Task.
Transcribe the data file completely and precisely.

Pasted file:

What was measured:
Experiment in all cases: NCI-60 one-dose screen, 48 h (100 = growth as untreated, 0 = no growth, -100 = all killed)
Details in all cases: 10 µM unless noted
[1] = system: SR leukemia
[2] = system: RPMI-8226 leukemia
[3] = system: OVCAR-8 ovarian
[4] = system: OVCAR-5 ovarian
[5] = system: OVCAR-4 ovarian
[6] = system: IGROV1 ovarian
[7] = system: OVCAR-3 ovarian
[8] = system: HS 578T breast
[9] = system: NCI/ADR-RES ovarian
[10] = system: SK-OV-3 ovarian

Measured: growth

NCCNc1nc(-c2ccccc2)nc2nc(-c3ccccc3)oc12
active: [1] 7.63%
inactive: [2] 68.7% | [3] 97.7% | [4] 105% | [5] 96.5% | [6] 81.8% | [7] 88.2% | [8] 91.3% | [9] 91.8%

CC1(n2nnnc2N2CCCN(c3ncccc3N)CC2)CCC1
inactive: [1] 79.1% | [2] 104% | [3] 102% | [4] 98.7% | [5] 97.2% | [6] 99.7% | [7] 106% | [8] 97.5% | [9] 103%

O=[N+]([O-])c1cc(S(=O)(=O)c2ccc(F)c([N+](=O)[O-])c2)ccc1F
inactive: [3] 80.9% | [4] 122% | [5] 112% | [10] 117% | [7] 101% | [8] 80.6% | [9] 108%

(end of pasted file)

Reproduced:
What was measured:
Experiment in all cases: NCI-60 one-dose screen, 48 h (100 = growth as untreated, 0 = no growth, -100 = all killed)
Details in all cases: 10 µM unless noted
[1] = system: SR leukemia
[2] = system: RPMI-8226 leukemia
[3] = system: OVCAR-8 ovarian
[4] = system: OVCAR-5 ovarian
[5] = system: OVCAR-4 ovarian
[6] = system: IGROV1 ovarian
[7] = system: OVCAR-3 ovarian
[8] = system: HS 578T breast
[9] = system: NCI/ADR-RES ovarian
[10] = system: SK-OV-3 ovarian

Measured: growth

NCCNc1nc(-c2ccccc2)nc2nc(-c3ccccc3)oc12
active: [1] 7.63%
inactive: [2] 68.7% | [3] 97.7% | [4] 105% | [5] 96.5% | [6] 81.8% | [7] 88.2% | [8] 91.3% | [9] 91.8%

CC1(n2nnnc2N2CCCN(c3ncccc3N)CC2)CCC1
inactive: [1] 79.1% | [2] 104% | [3] 102% | [4] 98.7% | [5] 97.2% | [6] 99.7% | [7] 106% | [8] 97.5% | [9] 103%

O=[N+]([O-])c1cc(S(=O)(=O)c2ccc(F)c([N+](=O)[O-])c2)ccc1F
inactive: [3] 80.9% | [4] 122% | [5] 112% | [10] 117% | [7] 101% | [8] 80.6% | [9] 108%